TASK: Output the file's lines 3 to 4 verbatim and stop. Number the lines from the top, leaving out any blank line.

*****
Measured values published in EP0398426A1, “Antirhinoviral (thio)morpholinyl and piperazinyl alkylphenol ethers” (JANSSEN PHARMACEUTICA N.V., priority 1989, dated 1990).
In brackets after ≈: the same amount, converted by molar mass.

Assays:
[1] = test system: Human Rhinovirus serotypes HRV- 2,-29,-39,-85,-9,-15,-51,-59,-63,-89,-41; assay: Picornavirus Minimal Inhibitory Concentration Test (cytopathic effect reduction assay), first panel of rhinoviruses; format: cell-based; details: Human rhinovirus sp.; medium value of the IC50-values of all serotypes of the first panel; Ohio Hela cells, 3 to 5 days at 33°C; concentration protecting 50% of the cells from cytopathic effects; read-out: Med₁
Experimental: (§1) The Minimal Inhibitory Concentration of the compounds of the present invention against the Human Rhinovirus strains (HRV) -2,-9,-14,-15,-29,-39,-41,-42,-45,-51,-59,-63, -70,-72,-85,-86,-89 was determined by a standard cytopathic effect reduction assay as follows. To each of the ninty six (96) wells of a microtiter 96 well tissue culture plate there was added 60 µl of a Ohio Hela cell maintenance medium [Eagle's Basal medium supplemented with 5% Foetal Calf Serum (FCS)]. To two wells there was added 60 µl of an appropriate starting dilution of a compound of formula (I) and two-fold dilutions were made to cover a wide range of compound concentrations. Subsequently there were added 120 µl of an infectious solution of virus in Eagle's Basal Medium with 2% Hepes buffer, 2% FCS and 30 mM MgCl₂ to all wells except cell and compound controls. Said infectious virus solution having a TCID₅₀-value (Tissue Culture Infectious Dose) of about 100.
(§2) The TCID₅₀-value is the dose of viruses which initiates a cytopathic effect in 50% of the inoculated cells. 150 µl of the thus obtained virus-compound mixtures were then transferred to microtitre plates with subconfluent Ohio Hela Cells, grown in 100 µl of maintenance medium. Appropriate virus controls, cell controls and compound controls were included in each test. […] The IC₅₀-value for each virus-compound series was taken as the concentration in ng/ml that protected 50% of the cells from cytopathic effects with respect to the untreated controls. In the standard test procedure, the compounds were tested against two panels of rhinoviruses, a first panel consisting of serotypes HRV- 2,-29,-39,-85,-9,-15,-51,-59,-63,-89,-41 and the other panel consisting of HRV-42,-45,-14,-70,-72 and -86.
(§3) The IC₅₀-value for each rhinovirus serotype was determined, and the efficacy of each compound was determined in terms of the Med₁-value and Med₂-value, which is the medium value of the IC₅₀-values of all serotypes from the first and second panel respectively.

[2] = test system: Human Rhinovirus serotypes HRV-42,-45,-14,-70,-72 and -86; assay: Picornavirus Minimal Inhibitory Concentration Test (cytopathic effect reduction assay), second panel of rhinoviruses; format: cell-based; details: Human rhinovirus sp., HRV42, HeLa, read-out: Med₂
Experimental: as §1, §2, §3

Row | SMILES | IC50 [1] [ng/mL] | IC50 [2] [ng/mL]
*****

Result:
Assays:
[1] = test system: Human Rhinovirus serotypes HRV- 2,-29,-39,-85,-9,-15,-51,-59,-63,-89,-41; assay: Picornavirus Minimal Inhibitory Concentration Test (cytopathic effect reduction assay), first panel of rhinoviruses; format: cell-based; details: Human rhinovirus sp.; medium value of the IC50-values of all serotypes of the first panel; Ohio Hela cells, 3 to 5 days at 33°C; concentration protecting 50% of the cells from cytopathic effects; read-out: Med₁